I was intrigued by the title of this book when asked to be part of the book review panel for Sean O’Rourke’s programme on Radio One. American Housewife – was it going to be a parody or a serious take on the housewife of today or perhaps of times gone by?
American Housewife consists of 12 short stories of varying length. It opens with “What I Do All Day” which was apparently inspired by the responses to her own tweets and Ellis’s observations of other tweets. My favourite lines are “I hope in the shower and assure myself that behind every good woman is a little back fat” and “I see everyone out and face the cold hard truth that no one will ever load my dishwasher right.” Hilarious. Ellis had her first book published over a decade ago, she then wrote three novels, none of which achieved publication and from then on, she described herself as a housewife rather than having to admit that her writing wasn’t achieving literary success. She found it was quite convenient as people didn’t ask much more after that. I thought it was interesting too though as perhaps the occupation of housewife is becoming more respected in the US, just as farmers’ wives see themselves as an important part of the farm business with their roles as provider of meals, standers in gaps and gophers.
My favourite short story was “The Wainscoting War” which involves an email correspondance between two ladies in an apartment block. Most of the emails centre around the decor of their shared communal area. The content becomes angrier and more abusive as time goes on with many comments going way below the belt. Apart from being interesting from the point of view of do we write messages that we might never say to a person’s face, it also made me realise that I wouldn’t be at all suited to apartment living either – it’s just as well I live in blissful solitude on a farm!
The last short story in this collection, “My novel is brought to you by the good people at tampax” made me glad I’m an indie author! As with all her stories, you hope they are wildly exaggerated. This describes an author having to produce her book within a specified length of time. The publishers and sponsors control her life to the extent that her husband is removed from her life and she has neighbours delivering food to her (the latter sounds good). Her concerns about the quality of her writing are brushed aside, she has to include specific content, reviews aren’t forthcoming yet the book sells well because Tampax promotes it everywhere. Her life only promises to return to normal when sales reach a certain level and then she dreads them commissioning a sequel. Plenty of food for thought there.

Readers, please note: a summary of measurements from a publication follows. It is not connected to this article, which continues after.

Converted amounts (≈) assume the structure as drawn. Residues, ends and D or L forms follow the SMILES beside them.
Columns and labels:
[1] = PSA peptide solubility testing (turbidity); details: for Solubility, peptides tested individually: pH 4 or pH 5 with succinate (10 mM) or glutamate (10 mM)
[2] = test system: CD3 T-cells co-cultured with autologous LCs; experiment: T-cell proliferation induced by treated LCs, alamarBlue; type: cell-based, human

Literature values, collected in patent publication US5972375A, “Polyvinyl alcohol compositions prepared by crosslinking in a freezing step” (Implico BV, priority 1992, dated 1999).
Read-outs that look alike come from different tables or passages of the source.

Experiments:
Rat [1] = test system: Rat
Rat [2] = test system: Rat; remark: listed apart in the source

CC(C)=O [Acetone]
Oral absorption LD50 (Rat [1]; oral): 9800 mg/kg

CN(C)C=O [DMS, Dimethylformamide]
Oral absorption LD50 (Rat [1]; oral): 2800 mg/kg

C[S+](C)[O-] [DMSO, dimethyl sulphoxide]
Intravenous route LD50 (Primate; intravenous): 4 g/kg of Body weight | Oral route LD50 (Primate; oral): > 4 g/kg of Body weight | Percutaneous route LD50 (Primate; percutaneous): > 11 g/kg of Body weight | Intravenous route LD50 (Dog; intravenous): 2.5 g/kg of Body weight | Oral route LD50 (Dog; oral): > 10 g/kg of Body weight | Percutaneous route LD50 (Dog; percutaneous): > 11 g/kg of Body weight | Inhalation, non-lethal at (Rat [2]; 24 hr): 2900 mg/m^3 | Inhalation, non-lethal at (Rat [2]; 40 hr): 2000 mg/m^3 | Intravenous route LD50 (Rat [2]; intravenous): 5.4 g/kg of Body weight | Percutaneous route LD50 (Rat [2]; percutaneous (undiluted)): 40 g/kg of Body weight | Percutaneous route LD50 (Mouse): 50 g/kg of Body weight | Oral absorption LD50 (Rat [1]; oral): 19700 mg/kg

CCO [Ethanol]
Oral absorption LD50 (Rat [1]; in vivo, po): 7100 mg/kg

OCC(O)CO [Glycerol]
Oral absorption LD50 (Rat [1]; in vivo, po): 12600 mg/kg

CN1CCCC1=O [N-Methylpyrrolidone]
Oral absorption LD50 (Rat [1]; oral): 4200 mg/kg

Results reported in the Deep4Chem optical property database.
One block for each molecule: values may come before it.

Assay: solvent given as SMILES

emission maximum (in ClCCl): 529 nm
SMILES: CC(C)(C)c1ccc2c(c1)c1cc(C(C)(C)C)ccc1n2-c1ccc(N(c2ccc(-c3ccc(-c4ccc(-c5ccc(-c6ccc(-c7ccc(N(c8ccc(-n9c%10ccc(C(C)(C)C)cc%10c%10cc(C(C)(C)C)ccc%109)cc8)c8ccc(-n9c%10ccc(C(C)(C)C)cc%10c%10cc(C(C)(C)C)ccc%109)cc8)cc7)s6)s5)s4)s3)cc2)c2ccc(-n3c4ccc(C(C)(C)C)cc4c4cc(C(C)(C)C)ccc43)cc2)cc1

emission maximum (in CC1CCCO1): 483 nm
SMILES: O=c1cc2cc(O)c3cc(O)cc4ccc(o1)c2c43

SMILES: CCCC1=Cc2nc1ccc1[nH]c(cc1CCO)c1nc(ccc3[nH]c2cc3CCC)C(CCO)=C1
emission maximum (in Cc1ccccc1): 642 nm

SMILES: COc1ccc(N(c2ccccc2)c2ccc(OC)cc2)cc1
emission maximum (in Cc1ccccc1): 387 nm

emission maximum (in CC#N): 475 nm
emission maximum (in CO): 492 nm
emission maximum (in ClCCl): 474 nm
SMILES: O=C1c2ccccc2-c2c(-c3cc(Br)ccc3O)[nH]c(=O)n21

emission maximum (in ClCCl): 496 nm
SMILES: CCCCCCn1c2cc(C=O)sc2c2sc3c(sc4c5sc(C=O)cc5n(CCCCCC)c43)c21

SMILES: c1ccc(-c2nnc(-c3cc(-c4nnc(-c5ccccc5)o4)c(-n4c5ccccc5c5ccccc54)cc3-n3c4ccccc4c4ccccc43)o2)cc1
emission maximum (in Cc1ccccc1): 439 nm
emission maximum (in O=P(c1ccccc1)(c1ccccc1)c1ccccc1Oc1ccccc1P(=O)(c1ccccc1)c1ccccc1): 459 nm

She does go close to the wire and yes, a couple of the stories did shock me and made me feel somewhat uncomfortable, particularly the one on young beauty queens!
I learnt much from Ellis too – no, not how to murder someone but I thought it was interesting how she used Twitter to provide feedback on her work. I know I’ve used blog posts for feedback and yes, shortening ideas to less than 140 characters is a challenge. I liked this line too “Twitter gives me instant feedback if what I write doesn’t work. It’s the ultimate editor: if it’s not retweeted, it’s deleted.”
Many of her short stories in American Housewife were published first in literary journals and then she published with Doubleday. As writing short stories is on my to-do list (and I have a couple of first drafts completed), it certainly seems that sending short stories to journals or competitions is a clever marketing tactic and it’s one that I’m going to try.
The book covers are interesting too. The top one is the UK cover and yes, the colours, the 50s icon, the stars, the Eddie Rocket diner look, all serve to emphasise the American nature of the book. I prefer the US cover though, how this 1950s housewife is sassy in her orange underwear and huge curlers.
If you’d like to listen to our book panel (it’s about 15 minutes), here’s the link to the podcast. I do think this book is like Marmite though, people will either love or hate it. Me, I loved it.
Interestingly, as an aside, Ellis is also a shrewd and successful poker player. I wonder will poker players feature in her next collection? Looking forward to it already.
Have you read it yet? What did you think of it?